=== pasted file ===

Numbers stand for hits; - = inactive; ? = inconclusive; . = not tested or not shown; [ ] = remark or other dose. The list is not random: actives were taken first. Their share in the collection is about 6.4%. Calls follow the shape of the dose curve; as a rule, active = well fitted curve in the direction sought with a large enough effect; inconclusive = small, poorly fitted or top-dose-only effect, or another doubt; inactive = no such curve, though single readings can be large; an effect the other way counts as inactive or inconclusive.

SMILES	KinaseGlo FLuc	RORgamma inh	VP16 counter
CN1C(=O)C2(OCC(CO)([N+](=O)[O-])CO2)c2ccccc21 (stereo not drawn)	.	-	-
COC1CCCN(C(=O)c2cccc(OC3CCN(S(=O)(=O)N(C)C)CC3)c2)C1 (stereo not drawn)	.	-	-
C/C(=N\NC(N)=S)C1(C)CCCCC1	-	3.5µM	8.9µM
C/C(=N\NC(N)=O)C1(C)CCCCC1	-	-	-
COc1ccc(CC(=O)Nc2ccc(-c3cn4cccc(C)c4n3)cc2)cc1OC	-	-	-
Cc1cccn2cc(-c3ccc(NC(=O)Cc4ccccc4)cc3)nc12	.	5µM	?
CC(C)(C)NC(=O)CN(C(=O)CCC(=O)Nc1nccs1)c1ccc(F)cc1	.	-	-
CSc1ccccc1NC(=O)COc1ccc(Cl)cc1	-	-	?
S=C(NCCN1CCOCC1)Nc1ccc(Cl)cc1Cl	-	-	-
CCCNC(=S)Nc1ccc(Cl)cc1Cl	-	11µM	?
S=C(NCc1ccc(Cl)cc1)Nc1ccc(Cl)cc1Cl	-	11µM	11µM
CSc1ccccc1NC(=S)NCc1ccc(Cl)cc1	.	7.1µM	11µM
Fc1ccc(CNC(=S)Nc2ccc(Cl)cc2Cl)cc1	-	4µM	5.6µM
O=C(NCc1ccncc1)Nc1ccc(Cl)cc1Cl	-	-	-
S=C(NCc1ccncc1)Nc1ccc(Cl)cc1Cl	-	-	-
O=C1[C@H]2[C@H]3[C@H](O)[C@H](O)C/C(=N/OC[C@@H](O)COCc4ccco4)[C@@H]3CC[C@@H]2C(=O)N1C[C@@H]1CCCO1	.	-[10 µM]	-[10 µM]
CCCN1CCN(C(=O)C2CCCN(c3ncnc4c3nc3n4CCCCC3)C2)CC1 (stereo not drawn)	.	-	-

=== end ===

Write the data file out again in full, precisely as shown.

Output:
Numbers stand for hits; - = inactive; ? = inconclusive; . = not tested or not shown; [ ] = remark or other dose. The list is not random: actives were taken first. Their share in the collection is about 6.4%. Calls follow the shape of the dose curve; as a rule, active = well fitted curve in the direction sought with a large enough effect; inconclusive = small, poorly fitted or top-dose-only effect, or another doubt; inactive = no such curve, though single readings can be large; an effect the other way counts as inactive or inconclusive.

SMILES	KinaseGlo FLuc	RORgamma inh	VP16 counter
CN1C(=O)C2(OCC(CO)([N+](=O)[O-])CO2)c2ccccc21 (stereo not drawn)	.	-	-
COC1CCCN(C(=O)c2cccc(OC3CCN(S(=O)(=O)N(C)C)CC3)c2)C1 (stereo not drawn)	.	-	-
C/C(=N\NC(N)=S)C1(C)CCCCC1	-	3.5µM	8.9µM
C/C(=N\NC(N)=O)C1(C)CCCCC1	-	-	-
COc1ccc(CC(=O)Nc2ccc(-c3cn4cccc(C)c4n3)cc2)cc1OC	-	-	-
Cc1cccn2cc(-c3ccc(NC(=O)Cc4ccccc4)cc3)nc12	.	5µM	?
CC(C)(C)NC(=O)CN(C(=O)CCC(=O)Nc1nccs1)c1ccc(F)cc1	.	-	-
CSc1ccccc1NC(=O)COc1ccc(Cl)cc1	-	-	?
S=C(NCCN1CCOCC1)Nc1ccc(Cl)cc1Cl	-	-	-
CCCNC(=S)Nc1ccc(Cl)cc1Cl	-	11µM	?
S=C(NCc1ccc(Cl)cc1)Nc1ccc(Cl)cc1Cl	-	11µM	11µM
CSc1ccccc1NC(=S)NCc1ccc(Cl)cc1	.	7.1µM	11µM
Fc1ccc(CNC(=S)Nc2ccc(Cl)cc2Cl)cc1	-	4µM	5.6µM
O=C(NCc1ccncc1)Nc1ccc(Cl)cc1Cl	-	-	-
S=C(NCc1ccncc1)Nc1ccc(Cl)cc1Cl	-	-	-
O=C1[C@H]2[C@H]3[C@H](O)[C@H](O)C/C(=N/OC[C@@H](O)COCc4ccco4)[C@@H]3CC[C@@H]2C(=O)N1C[C@@H]1CCCO1	.	-[10 µM]	-[10 µM]
CCCN1CCN(C(=O)C2CCCN(c3ncnc4c3nc3n4CCCCC3)C2)CC1 (stereo not drawn)	.	-	-